This was a typically familiar United, holding on, making it hard and squeaking - by inches - over the line and into the final.
It was functional, fraught and not flashy but United, as they've done so often, diced with death and just about did enough to get the job done and set up a final with Ajax.
On this evidence, though, the performance levels will need to be much improved to overcome Peter Bosz's vibrant and energetic young side in Stockholm.
The most explosive moment of the night came during the late melee that led to Eric Bailly's sending off and subsequent suspension for the final.
Some are questioning Mourinho's suitability at the club when it should not be forgotten that Sir Alex regularly embraced pragmatism.
Nine years ago, on the way to a league and European double with a team considered his finest, United's brave and resilient rearguard clung on against a daunting and vastly superior Barcelona side (having settled for a goalless draw in the first leg).
Jose and Ferguson are both capable of mixing things up and it's this adaptability that sets them apart from many of their managerial peers.
Jose reverted to type against Celta but yet could still end the season with two trophies and coveted Champions League qualification, a campaign that would have to be considered a success.
But when we deploy grit over guile and resilience over ruthlessness against a mid-table Spanish side - albeit one that have beaten Barca and Real this term - with a team worth almost £200 million, then there is something fundamentally flawed.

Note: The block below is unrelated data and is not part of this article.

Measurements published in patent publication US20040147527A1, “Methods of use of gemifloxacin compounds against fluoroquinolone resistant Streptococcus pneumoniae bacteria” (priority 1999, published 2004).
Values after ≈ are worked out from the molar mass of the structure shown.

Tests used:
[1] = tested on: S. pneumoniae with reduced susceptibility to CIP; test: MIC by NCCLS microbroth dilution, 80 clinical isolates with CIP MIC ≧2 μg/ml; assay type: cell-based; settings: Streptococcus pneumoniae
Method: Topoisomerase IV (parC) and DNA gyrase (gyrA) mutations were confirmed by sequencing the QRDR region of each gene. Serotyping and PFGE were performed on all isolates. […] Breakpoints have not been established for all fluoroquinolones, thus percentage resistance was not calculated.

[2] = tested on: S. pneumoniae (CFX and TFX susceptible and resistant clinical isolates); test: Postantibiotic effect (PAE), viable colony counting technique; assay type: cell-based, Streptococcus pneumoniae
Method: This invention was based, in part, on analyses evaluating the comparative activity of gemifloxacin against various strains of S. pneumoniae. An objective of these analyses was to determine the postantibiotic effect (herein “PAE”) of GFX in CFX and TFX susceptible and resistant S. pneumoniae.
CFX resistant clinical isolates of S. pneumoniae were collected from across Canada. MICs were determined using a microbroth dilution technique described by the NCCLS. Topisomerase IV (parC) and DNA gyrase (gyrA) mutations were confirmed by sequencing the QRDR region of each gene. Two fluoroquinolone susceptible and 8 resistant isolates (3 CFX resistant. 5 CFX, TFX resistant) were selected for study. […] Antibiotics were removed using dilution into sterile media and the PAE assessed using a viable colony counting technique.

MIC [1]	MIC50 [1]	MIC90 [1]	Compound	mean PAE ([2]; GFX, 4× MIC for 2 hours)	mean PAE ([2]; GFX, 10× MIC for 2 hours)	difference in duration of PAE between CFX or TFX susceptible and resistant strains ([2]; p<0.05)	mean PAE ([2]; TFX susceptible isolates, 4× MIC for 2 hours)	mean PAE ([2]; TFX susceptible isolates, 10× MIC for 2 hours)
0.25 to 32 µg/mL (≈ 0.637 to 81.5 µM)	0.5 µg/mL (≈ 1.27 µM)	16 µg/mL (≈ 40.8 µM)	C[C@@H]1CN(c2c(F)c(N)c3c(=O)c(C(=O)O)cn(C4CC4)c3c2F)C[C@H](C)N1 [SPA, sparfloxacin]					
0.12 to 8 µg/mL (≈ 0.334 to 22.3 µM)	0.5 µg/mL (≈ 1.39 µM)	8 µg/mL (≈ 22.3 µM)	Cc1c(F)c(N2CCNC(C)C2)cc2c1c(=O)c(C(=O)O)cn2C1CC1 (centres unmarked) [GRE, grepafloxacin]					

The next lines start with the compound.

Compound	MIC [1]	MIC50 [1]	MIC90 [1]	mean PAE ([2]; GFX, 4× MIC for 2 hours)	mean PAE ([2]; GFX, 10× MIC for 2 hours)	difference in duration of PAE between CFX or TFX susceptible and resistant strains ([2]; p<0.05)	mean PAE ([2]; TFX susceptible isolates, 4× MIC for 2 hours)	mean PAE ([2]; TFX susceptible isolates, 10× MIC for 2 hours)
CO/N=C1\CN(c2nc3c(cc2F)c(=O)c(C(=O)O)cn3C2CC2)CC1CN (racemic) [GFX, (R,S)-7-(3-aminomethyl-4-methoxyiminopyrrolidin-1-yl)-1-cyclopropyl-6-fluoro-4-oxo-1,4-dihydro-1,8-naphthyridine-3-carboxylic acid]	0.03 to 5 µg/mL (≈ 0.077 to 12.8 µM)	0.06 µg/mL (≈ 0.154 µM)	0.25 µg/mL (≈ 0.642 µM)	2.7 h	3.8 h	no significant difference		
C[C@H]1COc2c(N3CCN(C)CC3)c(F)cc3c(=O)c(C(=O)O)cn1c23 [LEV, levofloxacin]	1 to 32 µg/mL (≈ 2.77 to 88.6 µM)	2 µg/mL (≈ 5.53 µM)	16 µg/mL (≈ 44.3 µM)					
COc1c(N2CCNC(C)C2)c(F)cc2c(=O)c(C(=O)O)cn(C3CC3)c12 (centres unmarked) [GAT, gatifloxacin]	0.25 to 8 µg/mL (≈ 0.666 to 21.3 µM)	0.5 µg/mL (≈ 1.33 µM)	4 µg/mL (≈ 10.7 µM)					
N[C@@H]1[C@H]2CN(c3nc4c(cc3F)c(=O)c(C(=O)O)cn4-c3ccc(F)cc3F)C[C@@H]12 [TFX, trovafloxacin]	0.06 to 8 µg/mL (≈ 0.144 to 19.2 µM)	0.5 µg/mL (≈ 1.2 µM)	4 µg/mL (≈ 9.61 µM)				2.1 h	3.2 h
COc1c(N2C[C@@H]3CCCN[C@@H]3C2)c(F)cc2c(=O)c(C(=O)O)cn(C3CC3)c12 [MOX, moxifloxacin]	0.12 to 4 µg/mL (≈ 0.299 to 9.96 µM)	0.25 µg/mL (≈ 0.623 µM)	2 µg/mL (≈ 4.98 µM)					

United edged past Rostov in regulation time and needed an extra 30 minutes to see off Anderlecht last time.
Indeed, none of the knockout wins in Europe, with the exception of Saint Etienne, have come by more than one goal and that hardly resembles the potent and free-scoring form of potential Europa League winners.
As we've seen so often this season, the players seemed gripped by fatigue and nervous anxiety in the last 20 minutes as Celta swarmed forward.
Mourinho could be seen frantically waving his side up the pitch, a sign that he had not intended for us to sit deep and invite pressure.
He was noticed instructing Jesse Lingard and Henrikh Mkhitaryan to offer more going forward and Marcus Rashford to stay up top as United sat deeper.
That suggests that the reticence does not come from the touchline but that there's a psychological cautious instinct - maybe even fear - holding the players back.
At this stage of the season, results are all that matter and United need to banish any mental demons with one more big hurdle to overcome in Stockholm.